Though birds or other small animals may routinely gather on your property, what if you one day looked out and saw a black bear lapping up water in your swimming pool? That's what happened to Cheryl Pawelski of Altadena, Calif., in the hills not far from Los Angeles, during the summer of 2013. After losing interest in the water, the bear retreated to the hills.
In early 2014, a woman in Cicero, N.Y. saw three coyotes in her backyard while taking her dogs outside for their morning walk. And while people who live near the Florida everglades are accustomed to seeing alligators, a woman in Skyesville, Md., was surprised to find one roaming in her yard in August 2013.
Stories such as these have become more common in recent years. Urban sprawl in many areas of the country and across the globe is quickly encroaching on many natural animal habitats, and wild animals are increasingly being found in close proximity to residential neighborhoods. Removal of trees and other habitats removes natural food sources and shelter, forcing animals to forage closer to residential areas to stay alive. This is potentially dangerous to people and animals alike.
Bear, wolves, deer, ducks, and many other animals are commonly struck by motor vehicles, leaving them severely or fatally injured. According to various insurance companies, an average of one million automobile accidents involving deer take place each year, and hundreds of thousands of dollars are paid out as a result of such accidents.
In normal situations, many wild animals are content to avoid human contact and actually retreat at the sight of people. But when faced with hunger or when feeling threatened, animals may become confrontational. Men and women can take various steps to help preserve natural habitats and prevent run-ins with animals.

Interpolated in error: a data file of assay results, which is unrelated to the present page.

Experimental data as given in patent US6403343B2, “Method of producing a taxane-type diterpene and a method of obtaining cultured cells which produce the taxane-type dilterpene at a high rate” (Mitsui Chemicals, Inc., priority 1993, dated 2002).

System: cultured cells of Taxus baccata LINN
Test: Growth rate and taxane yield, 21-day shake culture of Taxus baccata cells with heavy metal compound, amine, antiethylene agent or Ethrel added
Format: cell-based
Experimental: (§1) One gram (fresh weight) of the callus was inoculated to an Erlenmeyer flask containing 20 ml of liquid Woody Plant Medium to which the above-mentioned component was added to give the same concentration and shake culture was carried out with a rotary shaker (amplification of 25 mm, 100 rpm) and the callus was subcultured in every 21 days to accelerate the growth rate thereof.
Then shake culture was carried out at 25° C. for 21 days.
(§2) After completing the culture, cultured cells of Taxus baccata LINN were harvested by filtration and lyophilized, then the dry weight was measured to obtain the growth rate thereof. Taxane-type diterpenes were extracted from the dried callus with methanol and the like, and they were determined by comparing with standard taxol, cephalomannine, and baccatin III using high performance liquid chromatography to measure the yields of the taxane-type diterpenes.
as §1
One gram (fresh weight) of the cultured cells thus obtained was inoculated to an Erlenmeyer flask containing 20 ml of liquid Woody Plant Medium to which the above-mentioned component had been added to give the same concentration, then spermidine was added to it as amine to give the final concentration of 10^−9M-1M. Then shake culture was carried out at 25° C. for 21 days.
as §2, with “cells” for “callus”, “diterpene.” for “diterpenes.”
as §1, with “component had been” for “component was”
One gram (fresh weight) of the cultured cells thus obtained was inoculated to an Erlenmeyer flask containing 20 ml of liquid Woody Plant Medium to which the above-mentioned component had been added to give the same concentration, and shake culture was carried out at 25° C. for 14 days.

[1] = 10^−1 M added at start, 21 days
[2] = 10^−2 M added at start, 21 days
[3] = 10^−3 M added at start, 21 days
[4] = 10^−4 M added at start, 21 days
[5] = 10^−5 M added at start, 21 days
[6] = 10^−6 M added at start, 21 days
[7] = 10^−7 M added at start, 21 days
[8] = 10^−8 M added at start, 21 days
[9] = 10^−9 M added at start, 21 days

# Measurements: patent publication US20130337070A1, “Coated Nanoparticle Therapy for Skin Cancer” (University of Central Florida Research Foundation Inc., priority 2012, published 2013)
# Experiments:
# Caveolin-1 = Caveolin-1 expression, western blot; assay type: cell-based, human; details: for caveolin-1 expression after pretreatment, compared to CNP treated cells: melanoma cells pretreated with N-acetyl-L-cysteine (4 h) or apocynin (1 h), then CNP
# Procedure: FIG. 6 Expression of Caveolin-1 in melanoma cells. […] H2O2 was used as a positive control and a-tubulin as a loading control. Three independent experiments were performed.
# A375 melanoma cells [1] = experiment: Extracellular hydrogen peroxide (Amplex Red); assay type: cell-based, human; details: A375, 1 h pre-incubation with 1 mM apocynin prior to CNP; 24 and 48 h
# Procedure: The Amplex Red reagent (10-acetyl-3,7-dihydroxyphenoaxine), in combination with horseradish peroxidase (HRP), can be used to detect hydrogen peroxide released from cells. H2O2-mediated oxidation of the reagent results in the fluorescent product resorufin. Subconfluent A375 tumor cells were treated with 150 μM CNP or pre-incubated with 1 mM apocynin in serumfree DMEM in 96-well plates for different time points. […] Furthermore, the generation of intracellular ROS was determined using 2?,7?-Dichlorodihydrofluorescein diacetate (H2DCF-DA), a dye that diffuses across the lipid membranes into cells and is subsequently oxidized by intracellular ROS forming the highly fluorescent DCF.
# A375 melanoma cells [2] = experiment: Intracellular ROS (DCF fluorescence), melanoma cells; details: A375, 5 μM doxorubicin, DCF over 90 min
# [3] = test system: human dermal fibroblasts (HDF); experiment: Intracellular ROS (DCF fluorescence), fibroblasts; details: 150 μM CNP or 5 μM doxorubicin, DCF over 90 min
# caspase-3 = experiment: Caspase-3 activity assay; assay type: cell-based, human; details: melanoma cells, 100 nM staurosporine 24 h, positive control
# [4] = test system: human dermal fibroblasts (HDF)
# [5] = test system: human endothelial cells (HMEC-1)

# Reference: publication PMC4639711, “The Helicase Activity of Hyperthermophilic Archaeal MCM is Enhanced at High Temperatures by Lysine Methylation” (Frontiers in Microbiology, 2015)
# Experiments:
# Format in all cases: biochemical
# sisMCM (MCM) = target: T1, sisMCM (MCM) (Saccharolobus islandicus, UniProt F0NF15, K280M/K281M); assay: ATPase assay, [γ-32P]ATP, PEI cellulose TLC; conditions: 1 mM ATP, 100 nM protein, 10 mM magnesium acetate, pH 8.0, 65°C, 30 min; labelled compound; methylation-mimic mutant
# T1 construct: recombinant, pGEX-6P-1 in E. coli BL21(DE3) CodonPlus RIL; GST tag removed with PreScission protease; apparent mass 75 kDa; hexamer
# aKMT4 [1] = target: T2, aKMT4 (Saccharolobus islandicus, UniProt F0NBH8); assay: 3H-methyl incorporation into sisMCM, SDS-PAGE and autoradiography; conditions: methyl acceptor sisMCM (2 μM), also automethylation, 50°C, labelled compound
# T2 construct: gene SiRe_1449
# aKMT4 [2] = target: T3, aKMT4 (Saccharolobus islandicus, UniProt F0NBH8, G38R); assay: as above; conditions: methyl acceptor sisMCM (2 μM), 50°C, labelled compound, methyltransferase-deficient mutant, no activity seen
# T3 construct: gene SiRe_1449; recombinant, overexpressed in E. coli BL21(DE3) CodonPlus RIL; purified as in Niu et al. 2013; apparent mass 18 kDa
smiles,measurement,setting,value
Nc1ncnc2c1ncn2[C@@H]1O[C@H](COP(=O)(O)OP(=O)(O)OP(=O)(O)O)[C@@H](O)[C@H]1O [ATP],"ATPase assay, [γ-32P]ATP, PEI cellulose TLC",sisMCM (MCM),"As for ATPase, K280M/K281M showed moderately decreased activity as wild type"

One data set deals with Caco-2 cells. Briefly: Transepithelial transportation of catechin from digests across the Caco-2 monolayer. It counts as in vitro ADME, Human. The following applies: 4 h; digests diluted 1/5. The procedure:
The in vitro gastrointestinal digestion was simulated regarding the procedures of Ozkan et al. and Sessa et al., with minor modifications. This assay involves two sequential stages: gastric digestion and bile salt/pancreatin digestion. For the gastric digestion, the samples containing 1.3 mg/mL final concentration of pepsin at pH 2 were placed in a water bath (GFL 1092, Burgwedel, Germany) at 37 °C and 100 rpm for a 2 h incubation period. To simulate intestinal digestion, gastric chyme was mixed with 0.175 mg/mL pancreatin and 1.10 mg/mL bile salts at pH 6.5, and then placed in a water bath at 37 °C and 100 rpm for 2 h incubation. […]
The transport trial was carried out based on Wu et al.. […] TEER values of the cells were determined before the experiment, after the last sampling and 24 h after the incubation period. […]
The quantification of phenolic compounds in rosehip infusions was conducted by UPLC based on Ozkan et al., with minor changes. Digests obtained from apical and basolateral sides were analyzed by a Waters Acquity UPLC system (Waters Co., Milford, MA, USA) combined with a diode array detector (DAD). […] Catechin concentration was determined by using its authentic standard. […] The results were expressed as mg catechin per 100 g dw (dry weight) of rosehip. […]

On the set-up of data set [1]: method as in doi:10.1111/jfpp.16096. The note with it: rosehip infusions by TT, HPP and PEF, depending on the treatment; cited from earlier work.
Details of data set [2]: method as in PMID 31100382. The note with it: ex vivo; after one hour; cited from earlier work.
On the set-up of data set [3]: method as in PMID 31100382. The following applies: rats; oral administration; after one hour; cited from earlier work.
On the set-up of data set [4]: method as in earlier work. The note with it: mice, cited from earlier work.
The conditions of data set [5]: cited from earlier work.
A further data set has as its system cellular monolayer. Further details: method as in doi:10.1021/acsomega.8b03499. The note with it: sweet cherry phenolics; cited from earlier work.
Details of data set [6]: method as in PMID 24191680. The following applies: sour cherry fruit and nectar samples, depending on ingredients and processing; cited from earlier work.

* Be aware of building plans in local areas. Attend meetings to find out which areas may be impacted by new housing or commercial real estate. Speak up if the plans seem to encroach on natural habitats.
* Join a wildlife conservation organization. Become involved in spreading the message about conservation and what can be done to protect local animals. Without the hard work of such organizations, animals may become endangered or extinct, which nearly happened with the California condor population.
* If your home abuts on a park or conservation area, be considerate of property borders and behaviors that can impact the habitat. Do not mow past the property line or dump debris and other materials in undeveloped areas. Avoid the use of chemical pesticides and herbicides.
* Keep the yard free from food or other things that may prove irresistible to wildlife. Bear-proof garbage pails can reduce the risk of bears wandering onto your property.
* Alert conservation personnel or animal professionals of stray animals in the area, never taking matters into your own hands. Animals can be safely restrained and transported elsewhere, and organizations typically keep records of animal sightings in residential areas.
* Exotic animals do not make the best pets. Some habitats are threatened by non-native animals that have been released by former pet owners. Do not release fish, reptiles, birds, or other exotic pets outdoors. If you can no longer care for the animal, contact a nearby animal care facility.
Man and wildlife have been able to coexist for centuries. But as more land is consumed for building and business, animals and people are crossing paths more often, and such encounters can be dangerous.